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How A Home Inspection Differs From Other Inspections


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  • Provides peace of mind.
  • Provides knowledge of potential defects.
  • Allows you to make a more informed decision.

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  • Save valuable market time & money by avoiding last minute delays.
  • Helps to identify problems so a realistic price can be determined.

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  • Protects the investment of lenders.
  • Helps eliminate "last minute delays" at closing.
  • Helps to protect brokers and agents against litigation.
"The inspection process we offer is designed to provide you with information about potentially significant expenses that may affect your buying or selling decision.  The Inspection and Report we provide, will put you in a much better position to make an informed decision about your new purchase or the sale of your existing one."    -    Doug Pencille

For more information on what a Home Inspection is, see How To Prepare For A Home Inspection and What We Look At. . .


  • The municipal building inspector is there to be sure that the house is built to current codes, which many times are only "minimum industry standards".  Be aware that Building Codes are great as far as they go.  Unfortunately, they do not address many important issues such as: workmanship, waterproofing, exterior components such as landscaping, paved surfaces, etc.  Also, has the city building inspector been back to the house since it was built?. . .I don't think so.   The city building inspector generally does a good job, but is often overworked and rarely spends more than 5-10 minutes on site per visit.    Something else many people are unaware of is that when buying a brand new home, you can close escrow on the house without all the required municipal inspections having been finalized!  In this particular locality, a formal "Certificate of Occupancy" is only issued if requested (either by you, your lender, or your builder).  This request is what triggers a full review of your municipal inspection file, to ensure that all required inspections have been performed and signed off on.  See Certificate of Occupancy.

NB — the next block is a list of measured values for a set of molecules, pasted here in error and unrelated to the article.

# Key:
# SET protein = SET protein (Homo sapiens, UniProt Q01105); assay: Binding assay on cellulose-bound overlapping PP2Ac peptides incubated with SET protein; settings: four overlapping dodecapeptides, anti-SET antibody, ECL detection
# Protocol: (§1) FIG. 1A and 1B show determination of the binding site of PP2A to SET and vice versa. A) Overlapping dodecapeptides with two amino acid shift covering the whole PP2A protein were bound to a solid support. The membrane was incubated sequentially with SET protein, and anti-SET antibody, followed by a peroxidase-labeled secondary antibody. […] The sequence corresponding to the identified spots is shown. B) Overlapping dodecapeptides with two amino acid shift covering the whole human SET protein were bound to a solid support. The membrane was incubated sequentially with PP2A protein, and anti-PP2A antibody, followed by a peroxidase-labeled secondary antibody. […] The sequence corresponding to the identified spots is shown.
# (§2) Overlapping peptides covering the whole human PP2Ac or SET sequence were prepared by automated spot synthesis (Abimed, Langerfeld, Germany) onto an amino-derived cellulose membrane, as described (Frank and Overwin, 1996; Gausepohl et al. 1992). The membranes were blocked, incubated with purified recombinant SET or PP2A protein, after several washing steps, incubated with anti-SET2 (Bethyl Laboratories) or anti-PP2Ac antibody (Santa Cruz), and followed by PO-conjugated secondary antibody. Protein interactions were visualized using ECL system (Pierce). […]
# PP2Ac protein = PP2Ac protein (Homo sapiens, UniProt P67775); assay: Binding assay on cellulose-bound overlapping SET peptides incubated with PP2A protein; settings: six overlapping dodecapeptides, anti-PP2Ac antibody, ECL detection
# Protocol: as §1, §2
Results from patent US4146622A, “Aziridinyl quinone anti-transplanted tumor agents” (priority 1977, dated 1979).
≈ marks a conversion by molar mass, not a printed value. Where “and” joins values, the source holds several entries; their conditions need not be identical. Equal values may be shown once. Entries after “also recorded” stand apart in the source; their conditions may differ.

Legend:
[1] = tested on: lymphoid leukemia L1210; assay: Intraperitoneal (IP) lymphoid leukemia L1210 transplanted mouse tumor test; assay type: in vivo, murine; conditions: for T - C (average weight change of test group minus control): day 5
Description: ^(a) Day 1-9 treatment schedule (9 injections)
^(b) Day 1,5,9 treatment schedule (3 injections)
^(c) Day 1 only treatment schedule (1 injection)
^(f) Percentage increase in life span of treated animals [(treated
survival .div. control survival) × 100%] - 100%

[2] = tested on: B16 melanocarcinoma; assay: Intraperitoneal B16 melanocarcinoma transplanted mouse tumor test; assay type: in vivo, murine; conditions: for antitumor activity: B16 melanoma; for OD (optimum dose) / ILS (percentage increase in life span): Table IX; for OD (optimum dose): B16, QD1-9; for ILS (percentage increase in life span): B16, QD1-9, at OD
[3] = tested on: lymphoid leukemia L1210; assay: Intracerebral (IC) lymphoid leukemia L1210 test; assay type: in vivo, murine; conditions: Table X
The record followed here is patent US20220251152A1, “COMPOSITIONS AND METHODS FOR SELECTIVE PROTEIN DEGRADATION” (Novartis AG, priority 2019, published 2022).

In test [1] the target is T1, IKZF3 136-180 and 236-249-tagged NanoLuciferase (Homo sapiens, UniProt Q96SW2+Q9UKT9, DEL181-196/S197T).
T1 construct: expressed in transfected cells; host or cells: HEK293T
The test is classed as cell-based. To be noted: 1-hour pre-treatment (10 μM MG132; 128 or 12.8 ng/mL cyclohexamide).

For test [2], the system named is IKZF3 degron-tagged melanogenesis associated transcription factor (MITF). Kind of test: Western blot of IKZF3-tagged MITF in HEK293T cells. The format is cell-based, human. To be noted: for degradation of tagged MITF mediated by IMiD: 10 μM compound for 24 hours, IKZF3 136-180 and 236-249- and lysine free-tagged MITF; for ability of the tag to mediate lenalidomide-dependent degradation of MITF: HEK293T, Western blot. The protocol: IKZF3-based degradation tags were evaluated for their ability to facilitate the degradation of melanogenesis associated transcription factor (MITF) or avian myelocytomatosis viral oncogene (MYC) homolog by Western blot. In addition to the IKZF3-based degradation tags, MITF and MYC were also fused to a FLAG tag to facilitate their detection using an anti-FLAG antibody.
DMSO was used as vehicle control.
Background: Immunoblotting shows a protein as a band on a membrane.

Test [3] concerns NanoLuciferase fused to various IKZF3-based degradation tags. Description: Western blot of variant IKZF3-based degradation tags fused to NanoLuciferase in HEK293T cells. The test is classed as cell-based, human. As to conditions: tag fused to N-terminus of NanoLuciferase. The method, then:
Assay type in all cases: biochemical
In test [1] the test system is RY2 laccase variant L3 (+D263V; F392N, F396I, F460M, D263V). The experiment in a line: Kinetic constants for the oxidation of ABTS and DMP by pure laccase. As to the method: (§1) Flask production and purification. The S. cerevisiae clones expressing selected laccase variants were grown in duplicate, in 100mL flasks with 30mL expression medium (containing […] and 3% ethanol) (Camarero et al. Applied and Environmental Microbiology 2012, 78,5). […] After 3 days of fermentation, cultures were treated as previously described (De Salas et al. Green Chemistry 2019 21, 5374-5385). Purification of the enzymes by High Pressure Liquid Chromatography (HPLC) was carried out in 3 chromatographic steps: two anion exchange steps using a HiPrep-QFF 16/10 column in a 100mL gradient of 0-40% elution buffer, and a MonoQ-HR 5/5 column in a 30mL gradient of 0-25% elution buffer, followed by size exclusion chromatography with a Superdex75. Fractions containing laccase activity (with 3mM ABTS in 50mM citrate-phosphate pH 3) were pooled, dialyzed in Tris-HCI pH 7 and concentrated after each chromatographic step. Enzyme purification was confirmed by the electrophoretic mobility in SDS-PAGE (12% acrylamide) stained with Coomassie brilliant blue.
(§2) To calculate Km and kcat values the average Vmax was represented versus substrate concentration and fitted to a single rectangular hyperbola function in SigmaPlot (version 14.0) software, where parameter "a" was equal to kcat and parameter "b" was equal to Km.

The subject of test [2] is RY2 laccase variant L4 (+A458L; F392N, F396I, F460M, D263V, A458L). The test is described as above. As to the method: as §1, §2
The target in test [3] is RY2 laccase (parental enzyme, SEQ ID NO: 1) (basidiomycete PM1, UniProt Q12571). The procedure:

• The FHA or VA inspector is there to protect the investment of the government.
  • The appraiser is working for the bank and is there to protect the bank's investment.  He is hired by you in an indirect way, but rarely spends more than 30 minutes on site, with his main focus being the market value of the property.  Rarely will you even have a chance to meet face-to-face, or talk to your appraiser.
  • The professional home inspector should spend at least 2 hours on site (sometimes more) if a house is inspected thoroughly.  The private home inspector is generally the only impartial party working just for you, during a real estate transaction. Why is this? Other than the inspection fee, a private home inspector should have no anticipated financial interest in the property. 
For a more detailed description of what we look at, check out:  What We Look At. . .


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